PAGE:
JAN 08, 2024 3:00 AM PST

Racial Underrepresentation in the National Cancer Database

WRITTEN BY: Katie Kokolus

A recent study published in JAMA Network Open has concluded significant racial disparities exist within the National Cancer Database (NCDB). 

The NCDB represents a decades-long campaign of the American College of Surgeons (ACS) in collaboration with the American Cancer Society (ACS), a medical organization with a Mission Statement describing its dedication “to improving the care of the surgical patient and to safeguarding standards of care in an optimal and ethical practice environment.”  Since 1989, the NCDB has collected clinical oncology data from the United States and Puerto Rico.  The database focuses on obtaining information that researchers can use to study patients with cancer, including understanding how cancer treatments work and the outcomes associated with specific therapeutic regimens. 

Researchers across the country access the NCDB to support oncology studies, and its use has expanded significantly throughout its lifetime.  In 1994, 1,227 hospitals collected data for the NCDB, representing an estimated 54% of cancer cases.  Currently, over 1,500 hospitals participate, covering about 72% of cancer cases diagnosed in the United States. 

The authors of the current study argue that the widespread use of the NCDB, including for studies used for clinical trial development, presents a necessity to ensure that different racial and ethnic groups are represented.  Geographic and socioeconomic factors dictate disparities in the racial and ethnic groups that typically receive care from the facilities participating in the NCDB.  Thus, some racial groups remain underrepresented in the NCDB. 

The researchers evaluated how well the NCDB represented Hispanic and American Indian or Alaska Native individuals.  Specifically, the study focused on four particular malignancies: breast, colorectal, lung, and prostate cancer.  The analysis included patients diagnosed during two distinct timeframes, between 2004 and 2006 and 2017 and 2019.  The study used the United States Cancer Statistics (USCS) database for comparison.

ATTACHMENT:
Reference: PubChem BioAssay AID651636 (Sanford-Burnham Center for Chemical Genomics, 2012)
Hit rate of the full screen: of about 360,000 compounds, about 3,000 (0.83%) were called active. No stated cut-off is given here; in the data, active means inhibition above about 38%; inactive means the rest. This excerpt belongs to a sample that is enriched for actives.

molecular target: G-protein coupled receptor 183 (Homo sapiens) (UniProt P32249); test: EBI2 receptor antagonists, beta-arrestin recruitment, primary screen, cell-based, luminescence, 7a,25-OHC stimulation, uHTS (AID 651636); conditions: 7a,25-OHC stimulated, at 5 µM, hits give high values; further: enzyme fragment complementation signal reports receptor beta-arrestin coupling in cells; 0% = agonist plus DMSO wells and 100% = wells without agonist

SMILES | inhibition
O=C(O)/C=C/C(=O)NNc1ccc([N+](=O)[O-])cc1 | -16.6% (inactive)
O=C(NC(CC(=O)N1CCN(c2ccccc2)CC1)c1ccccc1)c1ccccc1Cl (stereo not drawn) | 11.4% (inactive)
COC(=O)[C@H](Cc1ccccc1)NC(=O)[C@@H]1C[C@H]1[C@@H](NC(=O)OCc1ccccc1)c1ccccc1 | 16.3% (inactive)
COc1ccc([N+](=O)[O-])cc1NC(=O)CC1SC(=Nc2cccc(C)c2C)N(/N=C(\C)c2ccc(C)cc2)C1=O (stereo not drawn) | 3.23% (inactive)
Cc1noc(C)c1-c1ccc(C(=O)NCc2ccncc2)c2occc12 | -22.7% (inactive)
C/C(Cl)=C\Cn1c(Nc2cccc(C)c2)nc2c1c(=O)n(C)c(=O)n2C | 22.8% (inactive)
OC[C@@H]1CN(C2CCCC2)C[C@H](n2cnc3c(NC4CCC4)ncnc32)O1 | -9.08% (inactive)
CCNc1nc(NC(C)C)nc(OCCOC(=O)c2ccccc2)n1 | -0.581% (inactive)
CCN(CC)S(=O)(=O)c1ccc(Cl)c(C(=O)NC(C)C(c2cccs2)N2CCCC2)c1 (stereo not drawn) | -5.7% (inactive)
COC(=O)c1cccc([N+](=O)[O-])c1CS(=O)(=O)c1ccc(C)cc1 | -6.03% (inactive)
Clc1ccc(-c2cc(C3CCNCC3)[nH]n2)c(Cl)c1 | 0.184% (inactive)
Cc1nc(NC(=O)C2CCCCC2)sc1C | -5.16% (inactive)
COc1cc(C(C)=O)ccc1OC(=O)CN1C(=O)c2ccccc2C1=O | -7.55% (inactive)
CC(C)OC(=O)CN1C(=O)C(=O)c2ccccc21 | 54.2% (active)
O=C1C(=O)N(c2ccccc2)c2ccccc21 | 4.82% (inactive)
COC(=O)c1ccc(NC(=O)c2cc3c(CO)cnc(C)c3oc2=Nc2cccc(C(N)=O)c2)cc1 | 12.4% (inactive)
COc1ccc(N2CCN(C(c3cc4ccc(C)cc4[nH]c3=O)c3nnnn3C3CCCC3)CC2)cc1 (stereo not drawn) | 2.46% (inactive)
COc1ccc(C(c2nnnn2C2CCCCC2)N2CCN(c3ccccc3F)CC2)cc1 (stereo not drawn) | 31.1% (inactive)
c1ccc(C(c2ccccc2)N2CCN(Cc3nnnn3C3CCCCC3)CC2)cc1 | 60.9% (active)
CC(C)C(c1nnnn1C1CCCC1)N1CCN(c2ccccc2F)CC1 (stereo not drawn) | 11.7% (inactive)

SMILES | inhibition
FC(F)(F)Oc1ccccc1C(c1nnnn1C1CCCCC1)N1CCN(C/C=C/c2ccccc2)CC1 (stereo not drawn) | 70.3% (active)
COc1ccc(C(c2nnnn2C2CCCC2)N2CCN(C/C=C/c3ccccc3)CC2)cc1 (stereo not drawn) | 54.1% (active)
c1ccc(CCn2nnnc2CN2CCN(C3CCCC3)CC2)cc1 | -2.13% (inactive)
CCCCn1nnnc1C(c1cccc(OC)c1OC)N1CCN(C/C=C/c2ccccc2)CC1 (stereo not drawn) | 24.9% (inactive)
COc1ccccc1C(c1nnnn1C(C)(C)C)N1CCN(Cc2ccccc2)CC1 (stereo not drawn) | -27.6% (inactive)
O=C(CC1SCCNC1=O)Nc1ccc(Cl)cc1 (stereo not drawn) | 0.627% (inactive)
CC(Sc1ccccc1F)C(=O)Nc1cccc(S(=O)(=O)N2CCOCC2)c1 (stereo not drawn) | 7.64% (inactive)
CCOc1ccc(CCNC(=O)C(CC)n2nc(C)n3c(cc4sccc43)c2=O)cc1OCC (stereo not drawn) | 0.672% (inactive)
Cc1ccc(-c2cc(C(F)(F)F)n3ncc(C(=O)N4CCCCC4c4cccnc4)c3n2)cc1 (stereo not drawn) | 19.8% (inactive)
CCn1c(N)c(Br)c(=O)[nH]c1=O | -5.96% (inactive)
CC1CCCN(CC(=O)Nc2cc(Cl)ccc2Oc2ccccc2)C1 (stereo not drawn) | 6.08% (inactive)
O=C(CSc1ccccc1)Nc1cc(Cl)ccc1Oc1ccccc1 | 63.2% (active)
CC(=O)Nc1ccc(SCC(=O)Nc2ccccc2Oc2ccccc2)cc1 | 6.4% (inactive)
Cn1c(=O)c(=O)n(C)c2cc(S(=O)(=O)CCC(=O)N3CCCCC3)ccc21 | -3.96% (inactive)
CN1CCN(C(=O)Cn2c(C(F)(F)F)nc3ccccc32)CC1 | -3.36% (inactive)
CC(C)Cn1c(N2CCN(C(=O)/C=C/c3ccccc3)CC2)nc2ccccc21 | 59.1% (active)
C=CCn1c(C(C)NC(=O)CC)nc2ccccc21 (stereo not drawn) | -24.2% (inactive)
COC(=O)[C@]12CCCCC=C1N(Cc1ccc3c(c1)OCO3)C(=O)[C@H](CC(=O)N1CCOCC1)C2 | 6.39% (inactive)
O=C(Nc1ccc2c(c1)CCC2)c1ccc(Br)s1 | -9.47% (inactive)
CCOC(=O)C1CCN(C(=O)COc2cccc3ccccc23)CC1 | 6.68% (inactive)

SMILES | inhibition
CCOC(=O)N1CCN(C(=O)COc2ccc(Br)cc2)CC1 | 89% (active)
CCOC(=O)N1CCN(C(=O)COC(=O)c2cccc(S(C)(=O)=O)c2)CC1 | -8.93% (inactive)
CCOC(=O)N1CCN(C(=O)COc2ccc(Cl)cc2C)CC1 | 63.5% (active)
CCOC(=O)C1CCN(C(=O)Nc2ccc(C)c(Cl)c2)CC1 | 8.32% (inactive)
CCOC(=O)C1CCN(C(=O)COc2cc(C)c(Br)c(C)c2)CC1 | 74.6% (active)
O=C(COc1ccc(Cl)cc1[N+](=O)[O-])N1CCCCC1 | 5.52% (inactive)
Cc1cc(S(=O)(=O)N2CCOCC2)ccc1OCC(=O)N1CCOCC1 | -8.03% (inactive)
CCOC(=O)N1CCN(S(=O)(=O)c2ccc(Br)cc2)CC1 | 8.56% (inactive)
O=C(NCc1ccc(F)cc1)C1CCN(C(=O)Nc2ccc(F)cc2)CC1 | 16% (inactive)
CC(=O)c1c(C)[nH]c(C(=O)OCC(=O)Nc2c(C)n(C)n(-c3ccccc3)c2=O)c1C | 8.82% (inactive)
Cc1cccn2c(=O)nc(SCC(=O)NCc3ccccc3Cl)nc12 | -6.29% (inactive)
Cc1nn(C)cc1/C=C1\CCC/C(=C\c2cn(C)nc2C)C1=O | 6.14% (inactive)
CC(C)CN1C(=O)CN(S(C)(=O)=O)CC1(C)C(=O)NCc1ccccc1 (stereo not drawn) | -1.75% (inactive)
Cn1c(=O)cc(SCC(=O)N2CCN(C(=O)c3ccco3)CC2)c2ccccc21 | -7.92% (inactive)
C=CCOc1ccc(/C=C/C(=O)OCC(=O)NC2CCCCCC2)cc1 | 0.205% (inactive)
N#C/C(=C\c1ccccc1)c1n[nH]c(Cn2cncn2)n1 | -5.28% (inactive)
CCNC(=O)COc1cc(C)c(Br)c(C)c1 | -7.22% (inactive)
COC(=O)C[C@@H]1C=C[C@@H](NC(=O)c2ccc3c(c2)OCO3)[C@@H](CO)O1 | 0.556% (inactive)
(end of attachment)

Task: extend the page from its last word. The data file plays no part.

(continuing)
The study included 5,175,007 individuals diagnosed with one of the four cancers under investigation.  The cohort contained the highest percentage of White individuals (77.81%).  Black individuals made up an additional 12.01% of the cohort.  Additionally, the cohort was 6.58% Hispanic, 3.10% Asian or Pacific Islander, and 0.50% American Indian or Alaska Native. 

Analysis of capture rates showed American Indian or Alaska Native individuals to have the lowest representation, ranging from 20.72% in 2004 to 2006 and 41.41% from 2017 to 2019.  Similarly, the study found poor representation of Hispanic individuals (40.83% from 2004 to 2006 and 54.75% from 2017 to 2019). 

The researchers observed that for both racial categories, representation increased across the four cancers under investigation.  However, compared to increases observed in the subset of White patients, the representation of Hispanics increased less (22.23% versus 13.92%).  Representation rates compared between the White and American Indian or Alaska Native subsets differed by cancer type.  Specifically, more significant increases were observed in American Indian or Alaska Native individuals with prostate (3.11%) and breast cancers (3.71%).  Conversely, representation in the White subset increased about 8% more than in American Indian or Alaska Native individuals with lung cancer. 

While representation of Hispanic and American Indian or Alaska Native individuals in the NCDB has increased steadily over time, these racial and ethnic groups remain underrepresented.  The authors suggest that expanding access to care for individuals from underrepresented racial and ethnic groups could lead to improved outcomes for these subsets of patients. 


Sources: JAMA Network Open, Ann Surg Oncol, CA, JAMA Oncol, Ann Surg Oncol

About the Author
Doctorate (PhD)
I received a PhD in Tumor Immunology from SUNY Buffalo and BS and MS degrees from Duquesne University. I also completed a postdoc fellowship at the Penn State College of Medicine. I am interested in developing novel strategies to improve the efficacy of immunotherapies used to extend cancer survivorship.
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